Vancouver

Vancouver’s Detached Homes Are Rapidly Disappearing

Vancouver’s Detached Homes Are Disappearing

The number of single family detached homes is rapidly declining in Vancouver. According to the latest Census 2016 numbers from Statistics Canada, more families are moving into multi-family units such as apartments buildings and condos. While the trend is consistent across Canada, Vancouver is one of the few cities where the actual number of single-detached homes is declining, as more get snatched up for land-assemblies.

Total Number of Homes Increased

The total number of homes in Vancouver CMA grew, which isn’t much of a surprise considering the population is growing. The total number of homes rose to 2,135,910, a 7.8% increase from the 2011 Census. To contrast, the population grew to 2.463 million people, a 6.5% increase during the same period. This either means there’s a major change to the structure of families (less people in more homes), or homes are being used as secondary residences.

Detached Homes Are Declining

The biggest statistical loser was the detached home in Vancouver, which saw prices soar at the height of the market last year. In 2016, 282,355 families occupied detached units, a decline of 6.23% from the 2011 Census. The detached decline is not something observed in cities like Toronto, where density is 17% higher. Its unclear if less people live in detached units as more detached homes are now a part of land assemblies waiting to be developed.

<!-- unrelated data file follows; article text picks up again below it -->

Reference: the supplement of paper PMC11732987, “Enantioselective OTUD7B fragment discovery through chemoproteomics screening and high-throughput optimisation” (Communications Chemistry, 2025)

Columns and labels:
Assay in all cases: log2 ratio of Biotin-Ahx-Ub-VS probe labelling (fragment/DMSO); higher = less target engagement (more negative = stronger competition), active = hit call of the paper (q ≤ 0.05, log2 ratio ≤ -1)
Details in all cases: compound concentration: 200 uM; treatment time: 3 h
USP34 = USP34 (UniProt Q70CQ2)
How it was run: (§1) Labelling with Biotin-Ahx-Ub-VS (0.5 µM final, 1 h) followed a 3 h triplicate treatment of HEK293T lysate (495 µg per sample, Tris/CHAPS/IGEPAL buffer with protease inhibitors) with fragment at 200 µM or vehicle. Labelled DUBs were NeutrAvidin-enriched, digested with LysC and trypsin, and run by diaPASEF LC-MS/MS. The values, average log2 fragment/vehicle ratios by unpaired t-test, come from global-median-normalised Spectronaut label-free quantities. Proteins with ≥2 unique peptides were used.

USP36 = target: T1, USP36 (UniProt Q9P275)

In case you aren’t up on your developer lingo, a land assembly is when developers purchase multiple plots of land in one area to create a single site. Currently there are quite a few Vancouver detached houses being sold in groups to form these land assemblies.

High-Rise Apartments Increase

Households are rapidly adopting high-rise living in the city. Census numbers show 160,060 families were in high-rise buildings, aka buildings with more than 5 stories. That’s a massive 23.83% increase from 2011. Love it or not, more Vancouverites are going to have to get use to high-rise living.

Vancouver Homes By Type (2011-2016)

Source: Statistics Canada.

Low-Rise Apartments Increase

The second largest segment of housing is actually low-rise apartments, which have less than five stories. 242,205 Vancouver Census households were located in these, which is a 5.95% increase from 2011. Vancouver has notoriously tight zoning rules so we can probably expect this trend to continue to rise.

Vancouver Change In Home Types (2011-2016)

Source: Statistics Canada.

As more properties are being purchased for land assembly deals, there’s been an premium placed on single family homes, which means the trend of multi-unit housing will likely continue. The real question is, how much more of a premium will people be willing to pay, and will they be able to recoup the value if the market changes?

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Photo via Paul Joseph.

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5 Comments

  • Reply
    Van Developer 6 months ago